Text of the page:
I travelled to Paris at the invitation of Francois Chahuneau, md of AIS, to see the prototype of the system his company has developed on behalf of the Bibliotheque de France, in connexion with their ambitious PLAO (Poste de Lecteur Assiste par Ordinateur) scheme, on which I reported last year. The prototype is for a scholarly workstation, which brings together a lot of interesting ideas about how scholars interact with electronic text, both in transcribed form and as digital images. Essentially it provides an integrated environment for the management of texts, including their annotation, closely modelled on traditional scholarly practice. The software runs on SPARC stations under X-windows and uses PAT as its main retrieval engine, which means that its performance is very impressive. Texts, both transcribed and in image form, can be organised into (possibly overlapping) typed logical 'zones', annotated and given hypertextual links. Text and text image can be synchronised, though only at a relatively coarse level. The texts themselves are read-only, while annotations and structuring information are dynamic, as is rendering. It uses SGML (of course) though with a very simple dtd based essentially on the use of typed milestones to mark zone boundaries, but can take advantage of whatever markup is present in a text. I had supplied Chahuneau with a TEI-style marked up text which he was able to import directly into the system, with impressive results. The query language used is particularly powerful, and takes full advantage of the structuring capabilities of SGML. The prototype will also be demonstrated at the Waterloo conference next month, where I expect it to arouse considerable interest: it combines much of the functionality of Dynatext with the power of PAT and the user-friendliness of Lector. Licensing and distribution arrangements are not yet clear, but it looks as if it will be considerably cheaper and more 'open' than any of those products. AIS are also planning to release a general-purpose tool kit for converting SGML texts into other formats, known as Balise 2, which will sit on top of the public domain SGML parser sgmls: this looks particularly interesting.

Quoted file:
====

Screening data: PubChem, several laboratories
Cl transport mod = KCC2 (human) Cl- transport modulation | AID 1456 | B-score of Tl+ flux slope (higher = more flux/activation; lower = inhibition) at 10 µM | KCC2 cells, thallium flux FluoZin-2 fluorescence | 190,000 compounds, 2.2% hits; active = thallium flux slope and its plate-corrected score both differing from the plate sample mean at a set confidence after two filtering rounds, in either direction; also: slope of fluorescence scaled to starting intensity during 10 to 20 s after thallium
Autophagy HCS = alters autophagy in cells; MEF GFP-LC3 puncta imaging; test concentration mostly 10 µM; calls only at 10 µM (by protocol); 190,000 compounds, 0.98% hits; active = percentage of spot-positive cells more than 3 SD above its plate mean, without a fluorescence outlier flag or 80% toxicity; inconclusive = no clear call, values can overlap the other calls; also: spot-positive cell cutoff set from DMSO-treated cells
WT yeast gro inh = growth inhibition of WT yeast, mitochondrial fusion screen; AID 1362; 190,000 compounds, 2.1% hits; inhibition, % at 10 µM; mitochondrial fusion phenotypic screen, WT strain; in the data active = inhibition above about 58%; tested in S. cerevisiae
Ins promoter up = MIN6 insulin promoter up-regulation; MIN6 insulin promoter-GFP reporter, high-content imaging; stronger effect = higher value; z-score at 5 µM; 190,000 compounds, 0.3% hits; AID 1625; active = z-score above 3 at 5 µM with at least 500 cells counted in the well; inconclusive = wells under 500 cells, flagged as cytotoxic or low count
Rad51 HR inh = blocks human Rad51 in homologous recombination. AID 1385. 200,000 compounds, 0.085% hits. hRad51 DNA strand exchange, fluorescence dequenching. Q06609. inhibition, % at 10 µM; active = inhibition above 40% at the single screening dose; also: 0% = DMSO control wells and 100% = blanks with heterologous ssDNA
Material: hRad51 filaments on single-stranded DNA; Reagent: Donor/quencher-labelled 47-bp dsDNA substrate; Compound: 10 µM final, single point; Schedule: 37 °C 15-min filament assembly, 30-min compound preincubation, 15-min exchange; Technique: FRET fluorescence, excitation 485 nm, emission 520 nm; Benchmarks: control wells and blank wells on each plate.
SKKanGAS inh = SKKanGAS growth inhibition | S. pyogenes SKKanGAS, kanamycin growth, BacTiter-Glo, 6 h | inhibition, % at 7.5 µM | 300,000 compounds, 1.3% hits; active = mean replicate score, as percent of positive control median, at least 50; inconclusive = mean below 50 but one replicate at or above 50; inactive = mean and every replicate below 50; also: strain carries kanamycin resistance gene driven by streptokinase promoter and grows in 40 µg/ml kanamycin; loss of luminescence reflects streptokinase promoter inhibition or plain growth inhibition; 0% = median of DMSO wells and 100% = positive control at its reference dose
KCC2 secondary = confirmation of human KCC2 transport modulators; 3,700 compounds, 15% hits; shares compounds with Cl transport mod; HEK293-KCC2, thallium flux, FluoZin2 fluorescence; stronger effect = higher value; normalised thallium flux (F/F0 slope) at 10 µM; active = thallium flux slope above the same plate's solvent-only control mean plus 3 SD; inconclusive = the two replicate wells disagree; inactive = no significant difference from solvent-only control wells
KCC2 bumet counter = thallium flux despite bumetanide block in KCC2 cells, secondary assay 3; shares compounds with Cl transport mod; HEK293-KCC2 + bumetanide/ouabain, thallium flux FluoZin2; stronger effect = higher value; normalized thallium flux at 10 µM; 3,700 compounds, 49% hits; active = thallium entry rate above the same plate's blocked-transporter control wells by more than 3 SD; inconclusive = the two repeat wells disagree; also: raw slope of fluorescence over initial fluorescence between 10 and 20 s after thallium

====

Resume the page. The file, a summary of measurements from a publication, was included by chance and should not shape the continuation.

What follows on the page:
While in Paris I spent an afternoon with Dominique Vignaud who has been commissioned by Quemada and Tournier to assess TEI proposals for the encoding of corpora as the main French contribution to the NERC project. Vignaud is one of France's leading SGML experts (she was responsible for an attempt to create a French version of the AAP standard and also for my favourite expansion of 'SGML' -- Surement Genial Mais Laborieux) and so I was much heartened by her enthusiastic praise for the general design principles of the TEI. We discussed in some detail the difficulty of reconciling the incompatible goals of different research projects within an effective interchange framework. The 'base plus topping' method advocated by the TEI seemed the best theoretical solution, although for practical reasons it seemed likely that a 'lowest common denominator' approach would be followed, with Vignaud proposing as candidate for standardisation a simple subset of TEI recommendations, not dissimilar to that used by the BNC, on which I was also able to bring her up to date.